Dreams can function in children’s books as a means to connect young characters and older figures in the story. In this article, Vanessa Joosen presents three methods to study intergenerational encounters in and through dreams in a selection of contemporary Dutch children’s books. She does this by means of a digital analysis of a corpus of 81 books to shows that the older the characters are, the less they are described as dreaming. Next, a close reading of intergenerational dreams lays bare, amongst others, the associations of dreaming with healing and death. Finally, a reader response study reveals that young children already understand some dream mechanisms and that older readers sometimes may draw on Freudian theory to interpret dreams, but that some also resist that.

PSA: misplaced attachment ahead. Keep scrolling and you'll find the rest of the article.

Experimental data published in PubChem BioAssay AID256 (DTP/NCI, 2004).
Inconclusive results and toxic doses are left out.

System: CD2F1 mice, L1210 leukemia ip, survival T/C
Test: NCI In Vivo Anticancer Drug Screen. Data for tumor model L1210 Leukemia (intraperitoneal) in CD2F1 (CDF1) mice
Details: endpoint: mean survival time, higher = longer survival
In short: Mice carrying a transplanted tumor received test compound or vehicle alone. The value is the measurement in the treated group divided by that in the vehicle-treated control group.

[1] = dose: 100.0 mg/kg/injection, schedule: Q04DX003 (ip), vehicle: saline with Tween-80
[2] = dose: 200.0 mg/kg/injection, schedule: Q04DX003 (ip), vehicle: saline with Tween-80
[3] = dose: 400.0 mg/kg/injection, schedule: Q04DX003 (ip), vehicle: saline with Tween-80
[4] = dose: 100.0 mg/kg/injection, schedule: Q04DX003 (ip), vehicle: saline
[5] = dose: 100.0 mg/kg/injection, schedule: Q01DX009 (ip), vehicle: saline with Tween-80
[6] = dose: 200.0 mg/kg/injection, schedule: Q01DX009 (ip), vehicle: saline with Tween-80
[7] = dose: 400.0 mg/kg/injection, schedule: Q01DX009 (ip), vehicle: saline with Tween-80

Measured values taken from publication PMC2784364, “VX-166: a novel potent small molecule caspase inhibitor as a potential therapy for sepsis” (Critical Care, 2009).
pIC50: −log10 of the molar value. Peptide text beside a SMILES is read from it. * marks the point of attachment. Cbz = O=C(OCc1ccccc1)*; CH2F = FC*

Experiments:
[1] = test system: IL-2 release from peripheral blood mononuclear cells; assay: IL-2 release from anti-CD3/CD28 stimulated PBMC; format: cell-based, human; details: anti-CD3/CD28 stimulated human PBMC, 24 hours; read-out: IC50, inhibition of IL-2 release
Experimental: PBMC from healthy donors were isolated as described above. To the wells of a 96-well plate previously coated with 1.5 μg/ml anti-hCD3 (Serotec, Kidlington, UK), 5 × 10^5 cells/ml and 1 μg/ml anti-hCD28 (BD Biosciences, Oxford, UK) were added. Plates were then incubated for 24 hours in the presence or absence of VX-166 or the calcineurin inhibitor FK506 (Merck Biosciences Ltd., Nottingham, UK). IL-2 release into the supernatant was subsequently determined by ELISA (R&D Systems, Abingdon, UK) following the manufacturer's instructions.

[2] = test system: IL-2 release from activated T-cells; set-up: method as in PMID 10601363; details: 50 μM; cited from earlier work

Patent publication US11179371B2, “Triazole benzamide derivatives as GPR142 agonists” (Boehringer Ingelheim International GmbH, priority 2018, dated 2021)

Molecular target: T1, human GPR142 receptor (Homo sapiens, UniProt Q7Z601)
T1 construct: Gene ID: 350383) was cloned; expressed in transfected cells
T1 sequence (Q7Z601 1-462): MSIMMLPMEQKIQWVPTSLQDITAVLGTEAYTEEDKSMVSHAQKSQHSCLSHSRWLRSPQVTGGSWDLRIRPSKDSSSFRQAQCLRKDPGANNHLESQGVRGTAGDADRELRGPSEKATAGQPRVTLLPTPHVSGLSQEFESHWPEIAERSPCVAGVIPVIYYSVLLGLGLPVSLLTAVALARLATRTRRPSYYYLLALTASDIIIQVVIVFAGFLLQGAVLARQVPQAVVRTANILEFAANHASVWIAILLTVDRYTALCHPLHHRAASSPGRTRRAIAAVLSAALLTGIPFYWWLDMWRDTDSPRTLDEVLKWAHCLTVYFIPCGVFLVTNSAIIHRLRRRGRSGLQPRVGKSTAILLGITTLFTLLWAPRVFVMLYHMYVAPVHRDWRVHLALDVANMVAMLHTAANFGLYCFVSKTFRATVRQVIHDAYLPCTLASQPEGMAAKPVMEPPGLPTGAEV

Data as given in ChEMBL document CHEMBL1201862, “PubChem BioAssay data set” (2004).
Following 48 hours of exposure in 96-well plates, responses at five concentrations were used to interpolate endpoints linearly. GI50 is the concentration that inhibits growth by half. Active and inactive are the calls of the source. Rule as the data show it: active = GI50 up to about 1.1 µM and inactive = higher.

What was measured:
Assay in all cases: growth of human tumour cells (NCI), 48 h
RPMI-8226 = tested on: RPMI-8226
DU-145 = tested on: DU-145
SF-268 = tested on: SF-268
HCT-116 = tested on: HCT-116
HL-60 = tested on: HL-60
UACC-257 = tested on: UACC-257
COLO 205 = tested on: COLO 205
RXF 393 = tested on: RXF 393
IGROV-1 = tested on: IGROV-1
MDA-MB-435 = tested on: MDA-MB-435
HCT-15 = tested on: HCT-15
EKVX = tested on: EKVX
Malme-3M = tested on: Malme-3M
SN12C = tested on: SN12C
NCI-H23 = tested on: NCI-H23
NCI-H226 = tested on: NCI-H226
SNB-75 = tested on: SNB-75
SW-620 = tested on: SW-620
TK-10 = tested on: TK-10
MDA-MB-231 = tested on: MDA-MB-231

Joosen, Vanessa. ‘Encounters of a Dreamy Kind: Dreams as Spaces for Intergenerational Play and Healing in Dutch Children’s Literature’.
Traum und Träumen in Kinder- und Jugendmedien, edited by Iris Schäfer, Brill, 2023, pp. 35–49.